Six models that may be used to describe the interaction of radioactive waste solids with aqueous solutions are as follows:
- Simple linear mass transfer;
- Simple parabolic mass transfer;
- Parabolic mass transfer with the formation of a diffusion-limiting surface layer at an arbitrary time;
- Initial parabolic mass transfer followed by linear mass transfer at an arbitrary time;
- Parabolic (or linear) mass transfer and concomitant surface sorption; and
- Parabolic (or linear) mass transfer and concomitant chemical precipitation.
Some of these models lead to either illogical or unrealistic predictions when published data are extrapolated to long times. These predictions result because most data result from short-term experimentation. Probably for longer times, processes will occur that have not been observed in the shorter experiments. This hypothesis has been verified by mass-transfer data from laboratory experiments using natural volcanic glass to predict the composition of groundwater. That such rate-limiting mechanisms do occur is reassuring, although now it is not possible to deduce a single mass-transfer limiting mechanism that could control the solution concentration of all components of all waste forms being investigated. Probably the most reasonable mechanisms are surface sorption and chemical precipitation of the species of interest. Another is limiting of mass transfer by chemical precipitation on the waste form surface of a substance not containing the species of interest, that is, presence of a diffusion-limiting layer. The presence of sorption and chemical precipitation as factors limiting mass transfer has been verified in natural groundwater systems, whereas the diffusion-limiting mechanism has not been verified yet.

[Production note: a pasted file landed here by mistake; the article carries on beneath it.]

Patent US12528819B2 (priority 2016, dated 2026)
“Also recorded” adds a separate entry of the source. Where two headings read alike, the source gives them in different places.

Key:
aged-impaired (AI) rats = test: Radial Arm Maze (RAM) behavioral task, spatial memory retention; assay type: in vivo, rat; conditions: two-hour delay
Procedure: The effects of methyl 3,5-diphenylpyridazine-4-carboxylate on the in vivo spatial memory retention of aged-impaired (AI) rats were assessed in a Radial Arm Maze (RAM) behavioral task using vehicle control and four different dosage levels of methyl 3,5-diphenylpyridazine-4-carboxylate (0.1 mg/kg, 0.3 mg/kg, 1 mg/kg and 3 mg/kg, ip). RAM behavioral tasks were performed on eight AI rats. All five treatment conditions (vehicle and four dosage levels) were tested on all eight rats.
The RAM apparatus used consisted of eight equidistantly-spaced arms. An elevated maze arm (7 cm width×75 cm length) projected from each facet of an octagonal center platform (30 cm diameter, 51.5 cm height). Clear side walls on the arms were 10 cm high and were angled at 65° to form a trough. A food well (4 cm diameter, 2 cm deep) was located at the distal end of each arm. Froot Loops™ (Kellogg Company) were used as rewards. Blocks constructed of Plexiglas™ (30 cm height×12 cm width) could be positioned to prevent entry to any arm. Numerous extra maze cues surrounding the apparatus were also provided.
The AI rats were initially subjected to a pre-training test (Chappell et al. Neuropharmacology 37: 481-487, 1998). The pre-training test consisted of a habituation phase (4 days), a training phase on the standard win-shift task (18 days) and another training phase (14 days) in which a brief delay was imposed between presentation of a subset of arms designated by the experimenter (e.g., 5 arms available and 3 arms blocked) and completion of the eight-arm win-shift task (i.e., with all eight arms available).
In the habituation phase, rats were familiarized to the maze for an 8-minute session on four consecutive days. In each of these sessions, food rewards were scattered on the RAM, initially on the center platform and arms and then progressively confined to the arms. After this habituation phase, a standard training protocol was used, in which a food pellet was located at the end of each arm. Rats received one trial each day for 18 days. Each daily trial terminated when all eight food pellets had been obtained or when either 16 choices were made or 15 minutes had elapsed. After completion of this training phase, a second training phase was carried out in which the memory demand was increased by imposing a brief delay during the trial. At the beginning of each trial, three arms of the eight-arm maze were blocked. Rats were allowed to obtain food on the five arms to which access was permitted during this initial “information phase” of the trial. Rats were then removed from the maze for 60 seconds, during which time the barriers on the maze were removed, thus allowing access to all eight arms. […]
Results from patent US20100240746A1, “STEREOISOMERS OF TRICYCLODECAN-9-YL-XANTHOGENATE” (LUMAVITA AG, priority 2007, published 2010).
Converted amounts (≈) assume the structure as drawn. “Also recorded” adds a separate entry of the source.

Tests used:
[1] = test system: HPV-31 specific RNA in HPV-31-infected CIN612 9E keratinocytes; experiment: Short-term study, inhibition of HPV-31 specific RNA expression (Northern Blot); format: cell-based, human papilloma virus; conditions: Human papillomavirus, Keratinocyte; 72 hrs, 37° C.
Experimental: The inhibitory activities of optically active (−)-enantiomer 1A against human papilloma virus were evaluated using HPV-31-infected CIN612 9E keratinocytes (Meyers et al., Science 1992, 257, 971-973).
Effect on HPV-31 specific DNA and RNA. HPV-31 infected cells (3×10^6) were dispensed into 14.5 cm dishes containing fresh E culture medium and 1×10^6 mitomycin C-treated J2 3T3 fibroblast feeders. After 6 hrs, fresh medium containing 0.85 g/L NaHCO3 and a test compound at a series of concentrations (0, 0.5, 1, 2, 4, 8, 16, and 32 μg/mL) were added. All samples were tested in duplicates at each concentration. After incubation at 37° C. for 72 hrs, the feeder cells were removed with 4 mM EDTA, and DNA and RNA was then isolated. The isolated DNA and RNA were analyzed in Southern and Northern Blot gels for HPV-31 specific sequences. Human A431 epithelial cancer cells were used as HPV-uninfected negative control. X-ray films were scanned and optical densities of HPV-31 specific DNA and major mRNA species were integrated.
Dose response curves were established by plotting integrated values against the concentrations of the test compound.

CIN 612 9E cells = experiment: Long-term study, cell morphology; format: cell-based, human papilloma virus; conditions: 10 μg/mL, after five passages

Additional publication details
|Publication Subtype||Journal Article|
|Title||Conceptual models governing leaching behavior and their long-term predictive capability|
|Series title||Nuclear and Chemical Waste Management|